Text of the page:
• 7 oz powdered sugar
  • 4 oz almond flour
  • 4.25 oz egg whites at room temperature.
  • Pinch of salt
  • Pinch of cream of tartar
  • 3.5 oz granulated sugar
  • 1 tsp Grand Marnier (or alternative alcohol flavoring you’d like to use …. Baileys, Banana Cream Rum… )
  • Food coloring (I use liquid food coloring, amount of drops depending on the color I want to achieve)
  • Any dry powder flavoring you want to add to give the macarons flavor. I usually make it without additional flavoring, but some ideas would be cocoa powder, teas, and coffee. ***If adding additional dry powder flavorings, please mix with almond flour when you pulse through the processor on step #3. 

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The Process:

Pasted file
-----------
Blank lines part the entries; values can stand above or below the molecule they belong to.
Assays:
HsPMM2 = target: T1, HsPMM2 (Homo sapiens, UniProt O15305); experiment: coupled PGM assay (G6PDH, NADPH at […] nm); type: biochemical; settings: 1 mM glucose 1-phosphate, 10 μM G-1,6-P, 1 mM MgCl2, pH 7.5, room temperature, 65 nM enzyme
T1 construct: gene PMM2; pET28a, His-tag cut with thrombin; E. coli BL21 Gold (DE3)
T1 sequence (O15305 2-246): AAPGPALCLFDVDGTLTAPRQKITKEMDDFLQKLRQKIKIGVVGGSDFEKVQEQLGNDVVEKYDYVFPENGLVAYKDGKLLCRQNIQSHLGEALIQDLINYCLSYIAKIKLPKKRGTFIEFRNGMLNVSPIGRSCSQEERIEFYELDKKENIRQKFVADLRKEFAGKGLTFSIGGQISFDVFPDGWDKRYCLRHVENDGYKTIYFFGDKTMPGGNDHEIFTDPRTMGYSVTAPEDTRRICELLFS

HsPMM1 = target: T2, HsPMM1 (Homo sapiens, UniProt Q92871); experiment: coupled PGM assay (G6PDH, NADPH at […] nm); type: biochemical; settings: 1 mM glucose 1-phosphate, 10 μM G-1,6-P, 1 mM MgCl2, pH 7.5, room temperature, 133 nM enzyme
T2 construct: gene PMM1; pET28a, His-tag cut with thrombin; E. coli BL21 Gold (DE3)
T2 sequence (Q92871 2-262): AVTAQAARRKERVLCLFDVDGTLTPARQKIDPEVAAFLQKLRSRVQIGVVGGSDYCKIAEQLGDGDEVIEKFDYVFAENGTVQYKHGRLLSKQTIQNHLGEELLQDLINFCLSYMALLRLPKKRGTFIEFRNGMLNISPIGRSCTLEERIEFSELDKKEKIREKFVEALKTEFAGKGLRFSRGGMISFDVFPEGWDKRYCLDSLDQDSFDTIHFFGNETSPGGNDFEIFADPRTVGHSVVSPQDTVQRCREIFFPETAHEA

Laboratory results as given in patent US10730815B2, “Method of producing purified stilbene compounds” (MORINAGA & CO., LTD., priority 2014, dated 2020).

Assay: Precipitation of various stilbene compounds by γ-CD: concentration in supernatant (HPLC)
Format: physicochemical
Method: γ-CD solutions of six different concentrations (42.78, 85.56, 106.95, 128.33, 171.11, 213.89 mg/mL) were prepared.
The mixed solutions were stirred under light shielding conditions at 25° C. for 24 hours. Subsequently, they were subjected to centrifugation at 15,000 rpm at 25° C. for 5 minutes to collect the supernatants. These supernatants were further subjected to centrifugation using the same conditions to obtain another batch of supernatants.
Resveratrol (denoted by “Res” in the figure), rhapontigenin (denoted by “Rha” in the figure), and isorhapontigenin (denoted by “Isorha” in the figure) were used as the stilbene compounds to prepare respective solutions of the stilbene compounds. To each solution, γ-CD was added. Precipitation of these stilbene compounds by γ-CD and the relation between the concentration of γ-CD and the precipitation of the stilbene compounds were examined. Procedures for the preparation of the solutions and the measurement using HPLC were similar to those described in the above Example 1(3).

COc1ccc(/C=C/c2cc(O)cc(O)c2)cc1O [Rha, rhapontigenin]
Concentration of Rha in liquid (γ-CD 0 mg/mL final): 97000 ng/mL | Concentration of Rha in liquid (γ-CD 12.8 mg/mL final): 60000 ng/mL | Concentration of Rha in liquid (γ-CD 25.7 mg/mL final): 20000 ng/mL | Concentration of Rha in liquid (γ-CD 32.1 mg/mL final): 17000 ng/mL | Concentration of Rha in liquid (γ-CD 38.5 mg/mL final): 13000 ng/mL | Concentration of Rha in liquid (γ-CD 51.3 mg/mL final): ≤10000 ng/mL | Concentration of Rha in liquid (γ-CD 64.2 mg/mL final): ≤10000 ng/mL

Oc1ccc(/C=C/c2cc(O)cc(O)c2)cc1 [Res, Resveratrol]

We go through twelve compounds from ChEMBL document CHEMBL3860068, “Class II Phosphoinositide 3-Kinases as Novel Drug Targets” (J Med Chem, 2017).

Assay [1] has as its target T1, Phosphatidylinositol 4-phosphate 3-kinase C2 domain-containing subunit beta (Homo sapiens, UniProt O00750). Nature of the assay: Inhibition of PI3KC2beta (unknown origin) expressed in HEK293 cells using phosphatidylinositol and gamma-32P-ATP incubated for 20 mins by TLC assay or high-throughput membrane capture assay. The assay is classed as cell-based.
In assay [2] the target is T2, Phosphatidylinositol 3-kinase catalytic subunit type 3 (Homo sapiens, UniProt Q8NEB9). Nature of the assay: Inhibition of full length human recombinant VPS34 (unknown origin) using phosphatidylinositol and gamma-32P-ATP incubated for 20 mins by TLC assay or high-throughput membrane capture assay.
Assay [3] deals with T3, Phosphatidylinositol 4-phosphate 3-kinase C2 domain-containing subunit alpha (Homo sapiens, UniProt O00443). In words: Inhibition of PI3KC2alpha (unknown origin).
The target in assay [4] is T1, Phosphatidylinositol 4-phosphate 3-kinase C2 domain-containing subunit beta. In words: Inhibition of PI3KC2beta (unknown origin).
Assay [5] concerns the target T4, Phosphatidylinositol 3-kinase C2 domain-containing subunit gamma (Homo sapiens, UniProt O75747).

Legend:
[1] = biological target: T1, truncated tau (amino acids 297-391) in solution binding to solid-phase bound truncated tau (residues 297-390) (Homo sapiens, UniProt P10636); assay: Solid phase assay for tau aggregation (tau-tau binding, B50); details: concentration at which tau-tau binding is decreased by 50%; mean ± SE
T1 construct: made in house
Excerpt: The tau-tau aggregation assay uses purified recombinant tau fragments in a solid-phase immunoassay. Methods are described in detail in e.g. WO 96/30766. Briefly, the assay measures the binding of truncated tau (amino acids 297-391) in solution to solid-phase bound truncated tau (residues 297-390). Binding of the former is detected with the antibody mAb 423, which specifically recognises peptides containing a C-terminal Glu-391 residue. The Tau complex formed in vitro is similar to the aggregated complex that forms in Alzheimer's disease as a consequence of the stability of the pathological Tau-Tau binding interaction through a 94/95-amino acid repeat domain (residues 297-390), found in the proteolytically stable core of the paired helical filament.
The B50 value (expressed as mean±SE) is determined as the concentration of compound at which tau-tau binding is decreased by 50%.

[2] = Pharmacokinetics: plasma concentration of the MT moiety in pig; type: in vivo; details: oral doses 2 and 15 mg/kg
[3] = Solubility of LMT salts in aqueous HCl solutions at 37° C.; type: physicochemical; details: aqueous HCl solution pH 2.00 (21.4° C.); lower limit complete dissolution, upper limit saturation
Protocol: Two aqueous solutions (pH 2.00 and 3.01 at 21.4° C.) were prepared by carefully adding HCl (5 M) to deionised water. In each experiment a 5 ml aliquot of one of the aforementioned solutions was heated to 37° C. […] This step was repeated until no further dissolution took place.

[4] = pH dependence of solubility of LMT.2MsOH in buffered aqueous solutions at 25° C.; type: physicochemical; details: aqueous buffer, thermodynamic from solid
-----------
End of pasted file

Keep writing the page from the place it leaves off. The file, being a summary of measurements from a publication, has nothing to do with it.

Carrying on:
1. Preheat the oven to 300 degrees F. (Every oven is different. Mine in particular is usually cooler than it says on the display. Originally, when I started this recipe, I was told to do 280 degrees F. However, the macarons kept coming out undercooked, so I finally found the temperature that works for me. Also, as a side note, the trays have to be in the center of my oven. The heat from my oven comes from the top, so if the trays are too close to the top, they will burn and end up being crunchier than I would like. Lastly, the difference between conventional ovens versus convectional ovens do matter too. My oven operates with the heat coming from the top, and a fan in the back of the oven distributing air. It may take a few tries, but find what temperature works for your oven. Don’t be afraid to change these numbers to suit your particular situation.)